In spite of the fact that Asian Americans have diverse levels of education attainment, financial success, and fill varying socioeconomic brackets in the United States, they are often treated as a homogenous monolith that fits the stereotype of a “model minority.” The model minority minority stereotype (also called the model minority myth) is a perception of Asian students as perfect: highly intelligent, capable, respectful, and hardworking. It’s the ridiculously misguided perception of Asian Americans as some kind of perfect, modelminority. It’s also a view of Asian Americans that is largely untrue, harmful — to those students who are furthest from the stereotype, and those close to it, since it can exacerbate pressures they face.
It is also fairly outdated. Yet many teachers may tend to assume their Asian American students fit this description (see some of the data here.)
In Dr. Rice’s study of South Asian Americans reflecting on their K-12 experiences, most (77.7%) participants said their teachers seemed to believe the model minority stereotype, and that they were smarter than peers from other cultural groups (chart displayed below; you can see more of the data here).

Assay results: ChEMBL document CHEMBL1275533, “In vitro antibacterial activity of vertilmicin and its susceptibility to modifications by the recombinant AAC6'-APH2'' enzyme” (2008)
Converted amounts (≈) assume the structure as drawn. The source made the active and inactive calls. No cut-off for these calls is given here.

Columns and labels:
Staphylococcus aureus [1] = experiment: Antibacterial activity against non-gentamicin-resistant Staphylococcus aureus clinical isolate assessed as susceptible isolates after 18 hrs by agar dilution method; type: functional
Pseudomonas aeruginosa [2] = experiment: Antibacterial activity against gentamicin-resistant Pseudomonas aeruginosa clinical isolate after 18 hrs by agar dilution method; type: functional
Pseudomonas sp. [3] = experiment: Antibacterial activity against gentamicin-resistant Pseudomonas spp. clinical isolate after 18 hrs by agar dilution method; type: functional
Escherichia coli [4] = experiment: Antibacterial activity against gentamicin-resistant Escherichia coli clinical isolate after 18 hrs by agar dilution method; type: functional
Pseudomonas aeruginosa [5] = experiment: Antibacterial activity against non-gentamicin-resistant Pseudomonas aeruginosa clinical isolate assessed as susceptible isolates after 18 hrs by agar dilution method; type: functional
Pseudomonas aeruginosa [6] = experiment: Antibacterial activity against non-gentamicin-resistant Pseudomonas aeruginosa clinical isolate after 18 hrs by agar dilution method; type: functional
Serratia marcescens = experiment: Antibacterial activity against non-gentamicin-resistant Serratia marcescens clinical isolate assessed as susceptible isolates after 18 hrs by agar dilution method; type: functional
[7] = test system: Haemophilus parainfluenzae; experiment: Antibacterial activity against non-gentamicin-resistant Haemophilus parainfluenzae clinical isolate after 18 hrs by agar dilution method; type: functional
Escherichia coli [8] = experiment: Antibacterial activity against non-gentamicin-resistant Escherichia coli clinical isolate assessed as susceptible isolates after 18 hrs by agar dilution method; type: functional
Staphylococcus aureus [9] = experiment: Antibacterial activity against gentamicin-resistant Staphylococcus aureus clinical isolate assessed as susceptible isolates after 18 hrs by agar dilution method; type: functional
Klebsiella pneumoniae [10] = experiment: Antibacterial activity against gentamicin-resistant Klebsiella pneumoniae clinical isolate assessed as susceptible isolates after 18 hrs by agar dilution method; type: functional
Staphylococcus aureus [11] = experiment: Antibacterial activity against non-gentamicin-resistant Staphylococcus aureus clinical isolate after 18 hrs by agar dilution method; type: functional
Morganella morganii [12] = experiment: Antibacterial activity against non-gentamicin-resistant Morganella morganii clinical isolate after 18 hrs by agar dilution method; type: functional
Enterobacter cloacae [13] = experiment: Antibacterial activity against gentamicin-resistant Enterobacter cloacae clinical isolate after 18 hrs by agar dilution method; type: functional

Why does it matter if teachers believe the model minority myth?
The “model minority myth” is misguided and misleading, and is a false stereotype (Leong, Chao, & Hardin, 2000). Even if we ignore the implications of a teacher engaging in stereotyping about students, and ignore what belief in the stereotype says about the teachers’ general cultural proficiency or multicultural education readiness, the model minority myth is still harmful. The model minority myth hurts Asian American students, whether they are low-achieving or high-achieving, and creates divides between these students and others. It may also lead teachers to provide less support to their Asian American students, as they may believe the students need less support than they actually do.Even if we argue that the model minority myth is a positive stereotype, we need only look at the impact this myth has on lower achieving students, whose needs may be overlooked because of low cultural proficiency.